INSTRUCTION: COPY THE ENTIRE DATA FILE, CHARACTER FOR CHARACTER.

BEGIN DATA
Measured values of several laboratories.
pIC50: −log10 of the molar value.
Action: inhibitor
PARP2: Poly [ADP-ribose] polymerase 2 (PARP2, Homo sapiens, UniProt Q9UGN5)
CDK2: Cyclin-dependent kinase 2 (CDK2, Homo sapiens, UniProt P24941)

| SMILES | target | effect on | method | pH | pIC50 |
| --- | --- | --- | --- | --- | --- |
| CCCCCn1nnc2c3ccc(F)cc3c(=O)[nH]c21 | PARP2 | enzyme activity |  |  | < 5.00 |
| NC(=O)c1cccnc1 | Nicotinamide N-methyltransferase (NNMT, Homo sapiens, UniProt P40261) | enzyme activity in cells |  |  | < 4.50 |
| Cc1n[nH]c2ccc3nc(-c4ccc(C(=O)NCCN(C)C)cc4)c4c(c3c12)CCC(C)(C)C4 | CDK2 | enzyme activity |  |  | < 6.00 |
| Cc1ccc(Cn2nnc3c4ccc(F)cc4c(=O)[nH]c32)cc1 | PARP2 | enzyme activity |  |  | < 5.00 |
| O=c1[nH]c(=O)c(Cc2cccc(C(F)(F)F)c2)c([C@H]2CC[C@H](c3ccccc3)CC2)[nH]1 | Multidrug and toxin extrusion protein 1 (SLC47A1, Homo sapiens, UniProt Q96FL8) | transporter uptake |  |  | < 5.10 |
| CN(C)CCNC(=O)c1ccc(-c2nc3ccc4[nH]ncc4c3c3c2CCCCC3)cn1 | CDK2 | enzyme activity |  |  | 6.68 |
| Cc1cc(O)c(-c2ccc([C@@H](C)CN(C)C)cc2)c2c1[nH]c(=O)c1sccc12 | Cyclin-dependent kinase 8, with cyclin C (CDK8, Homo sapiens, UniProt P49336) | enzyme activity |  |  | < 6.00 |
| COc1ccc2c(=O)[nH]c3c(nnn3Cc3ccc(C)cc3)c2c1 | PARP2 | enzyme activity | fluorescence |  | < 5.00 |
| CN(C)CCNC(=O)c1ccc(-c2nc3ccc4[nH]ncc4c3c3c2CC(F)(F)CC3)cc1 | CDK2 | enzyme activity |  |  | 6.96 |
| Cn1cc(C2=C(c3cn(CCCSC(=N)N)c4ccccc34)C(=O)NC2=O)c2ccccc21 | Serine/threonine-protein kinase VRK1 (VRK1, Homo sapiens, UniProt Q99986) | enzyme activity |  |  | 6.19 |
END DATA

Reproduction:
Measured values of several laboratories.
pIC50: −log10 of the molar value.
Action: inhibitor
PARP2: Poly [ADP-ribose] polymerase 2 (PARP2, Homo sapiens, UniProt Q9UGN5)
CDK2: Cyclin-dependent kinase 2 (CDK2, Homo sapiens, UniProt P24941)

| SMILES | target | effect on | method | pH | pIC50 |
| --- | --- | --- | --- | --- | --- |
| CCCCCn1nnc2c3ccc(F)cc3c(=O)[nH]c21 | PARP2 | enzyme activity |  |  | < 5.00 |
| NC(=O)c1cccnc1 | Nicotinamide N-methyltransferase (NNMT, Homo sapiens, UniProt P40261) | enzyme activity in cells |  |  | < 4.50 |
| Cc1n[nH]c2ccc3nc(-c4ccc(C(=O)NCCN(C)C)cc4)c4c(c3c12)CCC(C)(C)C4 | CDK2 | enzyme activity |  |  | < 6.00 |
| Cc1ccc(Cn2nnc3c4ccc(F)cc4c(=O)[nH]c32)cc1 | PARP2 | enzyme activity |  |  | < 5.00 |
| O=c1[nH]c(=O)c(Cc2cccc(C(F)(F)F)c2)c([C@H]2CC[C@H](c3ccccc3)CC2)[nH]1 | Multidrug and toxin extrusion protein 1 (SLC47A1, Homo sapiens, UniProt Q96FL8) | transporter uptake |  |  | < 5.10 |
| CN(C)CCNC(=O)c1ccc(-c2nc3ccc4[nH]ncc4c3c3c2CCCCC3)cn1 | CDK2 | enzyme activity |  |  | 6.68 |
| Cc1cc(O)c(-c2ccc([C@@H](C)CN(C)C)cc2)c2c1[nH]c(=O)c1sccc12 | Cyclin-dependent kinase 8, with cyclin C (CDK8, Homo sapiens, UniProt P49336) | enzyme activity |  |  | < 6.00 |
| COc1ccc2c(=O)[nH]c3c(nnn3Cc3ccc(C)cc3)c2c1 | PARP2 | enzyme activity | fluorescence |  | < 5.00 |
| CN(C)CCNC(=O)c1ccc(-c2nc3ccc4[nH]ncc4c3c3c2CC(F)(F)CC3)cc1 | CDK2 | enzyme activity |  |  | 6.96 |
| Cn1cc(C2=C(c3cn(CCCSC(=N)N)c4ccccc34)C(=O)NC2=O)c2ccccc21 | Serine/threonine-protein kinase VRK1 (VRK1, Homo sapiens, UniProt Q99986) | enzyme activity |  |  | 6.19 |